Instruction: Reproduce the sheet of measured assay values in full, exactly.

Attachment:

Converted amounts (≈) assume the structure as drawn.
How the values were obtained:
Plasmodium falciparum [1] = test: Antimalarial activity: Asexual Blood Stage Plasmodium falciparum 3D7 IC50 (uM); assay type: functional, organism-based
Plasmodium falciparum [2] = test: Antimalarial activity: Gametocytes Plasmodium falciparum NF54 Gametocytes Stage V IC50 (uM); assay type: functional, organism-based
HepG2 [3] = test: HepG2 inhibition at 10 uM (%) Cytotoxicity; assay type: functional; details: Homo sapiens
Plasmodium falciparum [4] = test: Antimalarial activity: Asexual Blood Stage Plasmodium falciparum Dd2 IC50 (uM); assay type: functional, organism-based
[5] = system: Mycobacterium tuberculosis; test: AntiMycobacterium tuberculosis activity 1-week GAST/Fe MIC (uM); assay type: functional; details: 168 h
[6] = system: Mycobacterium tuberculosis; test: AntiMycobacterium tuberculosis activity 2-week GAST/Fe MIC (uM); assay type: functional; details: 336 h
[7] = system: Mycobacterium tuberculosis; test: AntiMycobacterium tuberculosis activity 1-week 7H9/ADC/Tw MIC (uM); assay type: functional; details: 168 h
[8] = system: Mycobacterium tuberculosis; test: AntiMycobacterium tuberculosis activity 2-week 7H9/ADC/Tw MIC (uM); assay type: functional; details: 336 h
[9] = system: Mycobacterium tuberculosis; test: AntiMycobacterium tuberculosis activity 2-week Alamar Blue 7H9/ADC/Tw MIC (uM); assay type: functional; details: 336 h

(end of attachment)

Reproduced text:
Converted amounts (≈) assume the structure as drawn.
How the values were obtained:
Plasmodium falciparum [1] = test: Antimalarial activity: Asexual Blood Stage Plasmodium falciparum 3D7 IC50 (uM); assay type: functional, organism-based
Plasmodium falciparum [2] = test: Antimalarial activity: Gametocytes Plasmodium falciparum NF54 Gametocytes Stage V IC50 (uM); assay type: functional, organism-based
HepG2 [3] = test: HepG2 inhibition at 10 uM (%) Cytotoxicity; assay type: functional; details: Homo sapiens
Plasmodium falciparum [4] = test: Antimalarial activity: Asexual Blood Stage Plasmodium falciparum Dd2 IC50 (uM); assay type: functional, organism-based
[5] = system: Mycobacterium tuberculosis; test: AntiMycobacterium tuberculosis activity 1-week GAST/Fe MIC (uM); assay type: functional; details: 168 h
[6] = system: Mycobacterium tuberculosis; test: AntiMycobacterium tuberculosis activity 2-week GAST/Fe MIC (uM); assay type: functional; details: 336 h
[7] = system: Mycobacterium tuberculosis; test: AntiMycobacterium tuberculosis activity 1-week 7H9/ADC/Tw MIC (uM); assay type: functional; details: 168 h
[8] = system: Mycobacterium tuberculosis; test: AntiMycobacterium tuberculosis activity 2-week 7H9/ADC/Tw MIC (uM); assay type: functional; details: 336 h
[9] = system: Mycobacterium tuberculosis; test: AntiMycobacterium tuberculosis activity 2-week Alamar Blue 7H9/ADC/Tw MIC (uM); assay type: functional; details: 336 h